FIGS. 10-19 illustrate an embodiment of a method for delivering and implanting an implant such as implant 100 to an arteriotomy in a vessel following an intra-luminal procedure, using the delivery device 400 described with above. Delivery device 400, with implant 100 disposed at a distal end of push rod 404, is inserted into an introducer sheath 1004, as shown in FIG. 10. A coupling device 1002 disposed a proximal end of introducer sheath 1004 snap-fits with a distal end of handle 402. Introducer sheath 1004 may be a procedural sheath used for the intra-luminal procedure such as catheterization, or the procedural sheath may be exchanged for introducer sheath 1004 following the intra-luminal procedure. In either situation, sheath 1004 provides access through a tissue track (not shown) to an arteriotomy 1108 through a wall 1106 in a vessel 1102, as shown in FIG. 11. Sheath 1004 is already disposed in arteriotomy 1108, and push rod 404 and retention feet 416 of delivery device 400 are inserted through sheath 1004 to access lumen 1104 of vessel 1102. Sheath 1004 may be, for example, an 8 French sheath.

Lever 902 is then actuated proximally, as shown in FIG. 11. Actuating lever 902 proximally slides wire holder component 604 proximally, resulting in the position shown in FIG. 7. With wire holder component 604 in the proximal position, retention feet 416 are deployed. Retention feet 416 may be deployed, for example, by including slits in tube 606 and fixing wire 604 to tube 606 distally of the slits. When wire 604 is drawn proximally, tube 606 compresses and buckles at the slits, as described, for example, in U.S. Pat. No. 6,767,356 to Kanner et al., the entirety of which is incorporated by reference herein. Other methods and devices to deploy retention feet may be utilized, as would be apparent to one of ordinary skill in the art.

Upon deployment of retention feet 416, the clinician manually retracts the entire assembly (i.e., handle 402, push rod 404, retention feet 416, implant 100, and sheath 1004) until tactile feedback is felt, signifying retraction of introducer 1004 from vessel 1102, as well as contact of deployed retention feet 416 with an inside surface of vessel wall 1106.

Trigger 412 of handle 402 is then actuated to deliver implant 100 and to advance and undeploy retention feet 416 for removal. In particular, trigger 412 is pulled proximally, resulting in counter-clockwise rotation of cam gear 406. At a prescribed stage of trigger 412 rotation, for example, 25 degrees, as shown in FIG. 13, cam gear 406 rotates such that a surface thereof contacts front cam follower 408. Forward (i.e. distal) translation of front cam follower 408 causes implant 100 to be moved distally. Further, front cam follower 408 moves relative to retention mechanism 600 until surface 802 of front cam follower 408 contacts retention mechanism 600, thereby initiating distal advancement of retention mechanism 600.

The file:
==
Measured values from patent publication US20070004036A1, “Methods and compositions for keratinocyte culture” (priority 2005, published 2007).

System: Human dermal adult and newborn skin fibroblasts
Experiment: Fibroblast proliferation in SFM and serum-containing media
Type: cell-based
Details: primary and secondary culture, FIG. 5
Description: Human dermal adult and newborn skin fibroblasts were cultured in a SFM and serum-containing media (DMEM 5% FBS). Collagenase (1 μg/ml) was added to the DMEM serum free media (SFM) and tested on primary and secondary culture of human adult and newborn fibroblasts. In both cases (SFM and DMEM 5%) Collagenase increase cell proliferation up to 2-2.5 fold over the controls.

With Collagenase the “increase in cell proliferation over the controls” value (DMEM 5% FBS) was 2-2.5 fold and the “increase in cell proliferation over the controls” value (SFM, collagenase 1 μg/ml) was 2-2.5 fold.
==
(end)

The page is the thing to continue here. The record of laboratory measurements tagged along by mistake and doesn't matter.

Continued rotation of trigger 412 causes continued translation of implant 100 so that tapered plug 104 is fully pushed into the arteriotomy 1108 and arteriotomy 1108 conforms to the oblong shaped proximal end 118 of tapered plug 104. Further, prongs 108 pierce the tissue of the vessel wall 1106 and barbs 114 are submerged in the tissue such that implant 100 is securely anchored in place. At this point, distally facing surface 112 of head 102 is in intimate contact with vessel wall 1106, as shown in FIGS. 14 and 15.

Referring to FIG. 16, after implant 100 is anchored in place, at another prescribed stage of rotation of trigger 412 (e.g. approximately 30 degrees), extension 614 of tube holder component 602 abuts an internal surface in handle 402. Such contact stops tube holder component from moving distally. Further, cam gear 406 begins to clear forward cam follower 408 and rear arm projection 414 of trigger 412 abuts rear extension 904 of slide component 900. As trigger 412 continues to be rotated, tube holder component 602 stops translating distally while rear arm projection 414 continues to translate wire holder component 604 distally. Such motion causes retention mechanism 600 to move from the position shown in FIG. 7 with wire holder 604 in the proximal position corresponding to retention feet 416 in the deployed position, to the position shown in FIG. 6 with wire holder component 604 in the distal position corresponding to the retention feet 416 in the undeployed position. FIG. 17 illustrates retention feet 416 as they start to undeploy and FIG. 18 shows retention feet 416 in the undeployed, straightened position.

After implant 100 is secured in place and retention feet 416 are in the undeployed, straightened position, delivery device 400 is withdrawn proximally such that retention feet 416 exit vessel 1102 through slots 110 in implant 100, leaving implant 100 in place in vessel 1103, as shown in FIG. 19.

While various embodiments of the present disclosure have been described above, it should be understood that they have been presented by way of illustration and example only, and not limitation. It will be apparent to persons skilled in the relevant art that various changes in form and detail can be made therein without departing from the spirit and scope of the disclosure. Thus, the breadth and scope of the present disclosure should not be limited by any of the above-described exemplary embodiments, but should be defined only in accordance with the appended claims and their equivalents. It will also be understood that each feature of each embodiment discussed herein, and of each reference cited herein, can be used in combination with the features of any other embodiment. For example, and not by way of limitation, the implant described in FIGS. 1-3 can be implanted using a delivery device and method other than the delivery device and method described with respect to FIGS. 4-19. Similarly, the delivery device and method described with respect to FIGS. 5-19 can be used to deliver an implant different than the one described with respect to FIGS. 1-3. All patents and publications discussed herein are incorporated by reference herein in their entirety.